56 relations: Antirrhinum, APG II system, APG III system, APG IV system, Apiales, Aquifoliales, Asterales, Asteridae, Asterids, Basil, Boraginales, Botanical name, Bruniales, Chili pepper, Clade, Coffee, Cornales, Cronquist system, Dipsacales, Eggplant, Ericales, Escalloniaceae, Flowering plant, Fraxinus, Garryales, Gentianales, Helianthus annuus, Honeysuckle, Icacinales, Impatiens capensis, International Code of Nomenclature for algae, fungi, and plants, Jasmine, Lamiales, Lavandula, Mentha, Metteniusaceae, Monophyly, Morning glory, Myosotis, Nicotiana tabacum, Olive, Paracryphiaceae, Petunia, Potato, Psyllium, Rosemary, Salvia officinalis, Sesame, Solanaceae, Solanales, ..., Sweet potato, Sympetalae, Syringa vulgaris, Teak, Tomato, Vahlia. Expand index (6 more) » « Shrink index
Antirrhinum is a genus of plants commonly known as dragon flowers or snapdragons because of the flowers' fancied resemblance to the face of a dragon that opens and closes its mouth when laterally squeezed.
The APG II system (Angiosperm Phylogeny Group II system) of plant classification is the second, now obsolete, version of a modern, mostly molecular-based, system of plant taxonomy that was published in April 2003 by the Angiosperm Phylogeny Group.
The APG III system of flowering plant classification is the third version of a modern, mostly molecular-based, system of plant taxonomy being developed by the Angiosperm Phylogeny Group (APG).
The APG IV system of flowering plant classification is the fourth version of a modern, mostly molecular-based, system of plant taxonomy for flowering plants (angiosperms) being developed by the Angiosperm Phylogeny Group (APG).
The Apiales are an order of flowering plants.
The Aquifoliales are an order of flowering plants, including the Aquifoliaceae (or holly) family, and also the Helwingiaceae (2-5 species of temperate Asian shrubs) and the Phyllonomaceae (4 species of Central American trees and shrubs).
Asterales is an order of dicotyledonous flowering plants that includes the large family Asteraceae (or Compositae) known for composite flowers made of florets, and ten families related to the Asteraceae.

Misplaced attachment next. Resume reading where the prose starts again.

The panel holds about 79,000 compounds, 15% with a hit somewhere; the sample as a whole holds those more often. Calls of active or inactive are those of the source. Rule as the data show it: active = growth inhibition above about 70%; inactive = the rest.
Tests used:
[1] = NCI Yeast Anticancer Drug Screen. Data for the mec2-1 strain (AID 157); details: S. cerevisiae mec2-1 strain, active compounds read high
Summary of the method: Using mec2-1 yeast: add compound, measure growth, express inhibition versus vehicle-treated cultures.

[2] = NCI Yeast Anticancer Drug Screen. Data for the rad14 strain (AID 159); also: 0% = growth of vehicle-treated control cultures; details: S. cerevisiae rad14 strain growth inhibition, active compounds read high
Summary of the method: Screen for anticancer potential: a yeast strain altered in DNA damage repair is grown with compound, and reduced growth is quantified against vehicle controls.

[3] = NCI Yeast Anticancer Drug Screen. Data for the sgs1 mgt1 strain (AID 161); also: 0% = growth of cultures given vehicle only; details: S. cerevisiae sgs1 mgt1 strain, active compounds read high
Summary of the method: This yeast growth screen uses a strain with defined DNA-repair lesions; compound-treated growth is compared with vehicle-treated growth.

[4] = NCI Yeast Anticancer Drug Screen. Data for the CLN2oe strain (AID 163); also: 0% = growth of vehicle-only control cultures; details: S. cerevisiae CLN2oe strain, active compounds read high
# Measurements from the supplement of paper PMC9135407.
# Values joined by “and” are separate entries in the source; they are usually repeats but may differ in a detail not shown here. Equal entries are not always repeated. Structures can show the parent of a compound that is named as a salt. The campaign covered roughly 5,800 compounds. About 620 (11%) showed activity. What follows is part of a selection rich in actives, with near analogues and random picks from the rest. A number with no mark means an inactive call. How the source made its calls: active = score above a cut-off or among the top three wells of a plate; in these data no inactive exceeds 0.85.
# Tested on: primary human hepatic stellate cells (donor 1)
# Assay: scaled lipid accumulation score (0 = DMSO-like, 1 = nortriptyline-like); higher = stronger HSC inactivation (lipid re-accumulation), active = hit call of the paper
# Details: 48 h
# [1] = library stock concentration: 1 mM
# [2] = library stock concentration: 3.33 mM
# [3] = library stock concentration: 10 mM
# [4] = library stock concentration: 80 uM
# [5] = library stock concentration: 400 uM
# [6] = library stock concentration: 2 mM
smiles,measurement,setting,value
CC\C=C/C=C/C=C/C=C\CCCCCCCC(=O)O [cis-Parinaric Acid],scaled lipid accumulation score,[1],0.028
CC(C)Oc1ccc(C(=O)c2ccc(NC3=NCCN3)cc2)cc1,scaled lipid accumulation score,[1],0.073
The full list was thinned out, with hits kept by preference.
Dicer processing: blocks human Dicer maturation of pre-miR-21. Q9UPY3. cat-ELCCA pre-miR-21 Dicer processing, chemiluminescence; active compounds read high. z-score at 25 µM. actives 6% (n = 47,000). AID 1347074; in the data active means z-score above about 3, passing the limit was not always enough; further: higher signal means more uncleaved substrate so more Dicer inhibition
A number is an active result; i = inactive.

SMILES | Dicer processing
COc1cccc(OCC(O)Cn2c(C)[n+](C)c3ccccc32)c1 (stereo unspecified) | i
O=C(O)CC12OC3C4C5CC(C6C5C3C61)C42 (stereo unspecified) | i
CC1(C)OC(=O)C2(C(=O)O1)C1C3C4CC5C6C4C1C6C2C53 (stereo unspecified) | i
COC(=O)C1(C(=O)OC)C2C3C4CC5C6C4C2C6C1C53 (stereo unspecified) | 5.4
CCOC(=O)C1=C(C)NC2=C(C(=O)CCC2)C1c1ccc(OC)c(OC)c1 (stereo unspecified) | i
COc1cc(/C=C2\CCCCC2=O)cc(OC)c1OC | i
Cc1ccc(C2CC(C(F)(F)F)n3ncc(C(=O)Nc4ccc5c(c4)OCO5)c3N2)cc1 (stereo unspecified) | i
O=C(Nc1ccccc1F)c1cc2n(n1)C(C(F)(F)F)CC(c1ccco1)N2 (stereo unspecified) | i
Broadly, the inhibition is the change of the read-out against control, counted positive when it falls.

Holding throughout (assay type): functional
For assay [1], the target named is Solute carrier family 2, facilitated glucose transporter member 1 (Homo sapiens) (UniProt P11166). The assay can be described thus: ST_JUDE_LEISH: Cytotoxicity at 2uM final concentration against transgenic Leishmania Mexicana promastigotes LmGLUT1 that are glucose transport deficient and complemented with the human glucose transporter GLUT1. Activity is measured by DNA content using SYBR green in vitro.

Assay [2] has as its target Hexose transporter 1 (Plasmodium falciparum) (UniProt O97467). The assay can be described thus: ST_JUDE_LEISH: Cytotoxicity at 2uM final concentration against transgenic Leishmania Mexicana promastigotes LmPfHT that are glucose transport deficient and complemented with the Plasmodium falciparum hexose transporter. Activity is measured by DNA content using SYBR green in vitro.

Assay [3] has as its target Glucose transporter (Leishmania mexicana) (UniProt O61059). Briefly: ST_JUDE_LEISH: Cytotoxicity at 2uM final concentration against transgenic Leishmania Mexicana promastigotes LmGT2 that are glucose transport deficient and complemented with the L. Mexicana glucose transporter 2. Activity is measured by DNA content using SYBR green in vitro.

Asteridae is an obsolete botanical name at the rank of subclass.
In the APG IV system (2016) for the classification of flowering plants, the name asterids denotes a clade (a monophyletic group).
Basil (Ocimum basilicum), also called great basil or Saint-Joseph's-wort, is a culinary herb of the family Lamiaceae (mints).
Boraginales is a valid taxonomic name at the rank of order for a group of flowering plants.
A botanical name is a formal scientific name conforming to the International Code of Nomenclature for algae, fungi, and plants (ICN) and, if it concerns a plant cultigen, the additional cultivar or Group epithets must conform to the International Code of Nomenclature for Cultivated Plants (ICNCP).
Bruniales is a valid botanic name at the rank of order.
The chili pepper (also chile pepper, chilli pepper, or simply chilli) from Nahuatl chīlli) is the fruit of plants from the genus Capsicum, members of the nightshade family, Solanaceae. They are widely used in many cuisines to add spiciness to dishes. The substances that give chili peppers their intensity when ingested or applied topically are capsaicin and related compounds known as capsaicinoids. Chili peppers originated in Mexico. After the Columbian Exchange, many cultivars of chili pepper spread across the world, used for both food and traditional medicine. Worldwide in 2014, 32.3 million tonnes of green chili peppers and 3.8 million tonnes of dried chili peppers were produced. China is the world's largest producer of green chillies, providing half of the global total.
A clade (from κλάδος, klados, "branch"), also known as monophyletic group, is a group of organisms that consists of a common ancestor and all its lineal descendants, and represents a single "branch" on the "tree of life".
Coffee is a brewed drink prepared from roasted coffee beans, which are the seeds of berries from the Coffea plant.
The Cornales are an order of flowering plants, basal among the asterids, containing about 600 species.
The Cronquist system is a taxonomic classification system of flowering plants.
The Dipsacales are an order of flowering plants, included within the asterid group of dicotyledons.
Eggplant (Solanum melongena) or aubergine is a species of nightshade grown for its edible fruit.
The Ericales are a large and diverse order of dicotyledons, including, for example, tea, persimmon, blueberry, Brazil nut, and azalea.